Damien Thompson has in an report worth paying attention to. What I find especially interesting is the exploration of some themes we have been presenting here for a long time:
Latin Mass marries beauty and truth
Posted by Damian Thompson on 12 Jun 2008 at 17:11
Last night I attended what may have been the most beautiful religious service of my life. Fr Julian Large (a former Telegraph journalist) celebrated the traditional Mass in the Little Oratory to mark the publication of Alessandra Borghese’s book In the Footsteps of Joseph Ratzinger. The experience was unforgettable.
This was splendid Roman liturgy on an intimate scale. Fr Julian, wearing a blood-red chasuble embroidered in gold, gave a virtuoso demonstration of the sacred gestures of the traditional Missal, almost hidden at times by great pillars of incense. The effect was solemn, not remotely camp. And, because the priest offered the sacrifice of the Mass ad orientem – facing the same way as the people – his personality become irrelevant.
Princess Borghese’s book, whose publication was sponsored by Sir Rocco Forte, is an intimate and affectionate exploration of Benedict XVI’s Bavarian roots. The Pope would have been delighted that she chose to launch it with a Mass using the older Missal – which is superior in so many ways to the hastily assembled (and barbarously translated) Bugnini Missal forced on the Church in 1970.
A few years ago I read a remarkable article by the Australian Dominican Fr Efraem Chiffley, entitled “Sacrifice and Sacred Space”, which suggested that eastward-facing liturgy is more closely linked to man’s natural orientation to the sacred – manifested even in ceremonies as remote from Christianity as those of the Aborigines – than mundane “chat show” services.
Another Dominican, Fr Aidan Nichols – whom I hope the Holy Father is taking seriously as a candidate to succeed Cardinal Murphy-O’Connor – makes a similar point. “Rites that do not allow a sense of distance deny to the people, paradoxically, a means of appropriating the act of worship, crippling them just at the point where they could be taking off Godward by a leap of religious imagination,” he writes.
There is not much physical distance between priest and people in the Brompton Oratory’s chapel. Yet the sense of cosmic possibility created by the rubric left the worshippers awestruck and perhaps a little unsettled. At dinner afterwards, the conversation kept returning to the Mass we had attended, so great was the impression it created.
Interestingly, in her speech the princess spoke not about the finer points of liturgy but about her personal relationship with Jesus. And listening to her approvingly, I noticed, was none other than Nicky Gumbel, vicar of the distinctly Protestant Holy Trinity Brompton next door.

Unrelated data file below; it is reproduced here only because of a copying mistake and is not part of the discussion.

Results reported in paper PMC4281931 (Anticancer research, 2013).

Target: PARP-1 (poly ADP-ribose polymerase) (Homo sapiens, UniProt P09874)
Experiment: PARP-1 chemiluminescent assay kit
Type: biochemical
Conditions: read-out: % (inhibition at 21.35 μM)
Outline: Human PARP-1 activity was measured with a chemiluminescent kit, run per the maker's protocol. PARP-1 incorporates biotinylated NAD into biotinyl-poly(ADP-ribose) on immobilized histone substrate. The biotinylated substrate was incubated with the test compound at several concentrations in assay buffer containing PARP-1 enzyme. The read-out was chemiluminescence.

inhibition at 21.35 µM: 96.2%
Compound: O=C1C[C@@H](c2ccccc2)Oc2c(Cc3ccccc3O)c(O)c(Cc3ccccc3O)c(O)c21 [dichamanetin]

Gumbel’s Alpha Course has revived parts of the Church of England with modern orthodoxy. Pope Benedict wishes to revive the whole Catholic Church by reintroducing orthodox liturgy to a Church impoverished by the 40-year tyranny of the Sandalistas. I don’t think it’s an exaggeration to say that the future of English Catholicism depends on the appointment of an Archbishop of Westminster who shares his vision. But where can we find such a man?
Frankly, they could consider the parish priest of Blackfen.
What are some of the important issues this piece raises?
The priest is not the center, though he is central to the sacred action. Jesus Christ is the true Actor in Holy Mass. The priest is alter Christus. But the priest must not allow himself to become the focus of the action. Aside from ad orientem worship, the older form of Mass, with its more precise rubrics, has a built in way of controlling the priest. During the 2005 Synod of Bishops a constant point of reflection was ars celebrandi, the "art of celebrating" the sacred liturgy. Much depends on the priest, and his manner, but – in a deeper sense – nothing must depend on him insofar as his own force of will or personality is concerned. The priest must learn a delicate balance.
Ad orientem worship is so important on so many levels. Not only does it help control the priest, keep his personality out of the way, but it also keeps everyone focused on eschatological dimension of Mass: Christ will come. I share the opinion of the great liturgist Klaus Gamber, that one of the most damaging changes after the Council was the turning around of altars. And it was all so unnecessary: the documents did not demand that Mass be celebrated versus populum but over time the impression was given that it was obligatory. Now, hesitantly… hestitantly… we are working back in the right direction. Pope Benedict wrote about ad orientem worship, and argued for its superiority to versus populum worship. However, when he wrote about that years ago, he warned that we should move carefully in the "right direction" without created yet another shock to the Catholic people. But we have come to the right moment to move forward.
Also, every Mass should direct us toward an encounter with Mystery, should promote "awe at transcendence". Each rite does this in a different way. There are times in the Roman Rite when you cannot hear what is going on and others when you cannot see. The language itself is, should be, separated from daily speech, either because it is in liturgical Latin, or because the translation harks to the Latin original and has vocabulary which is not common to the lowest denominator. The movement, gestures and words should look beyond the present time and the local space so that you will not be locked within yourself or within your community. Instead, by giving up that familiarity, you are increased beyond yourself.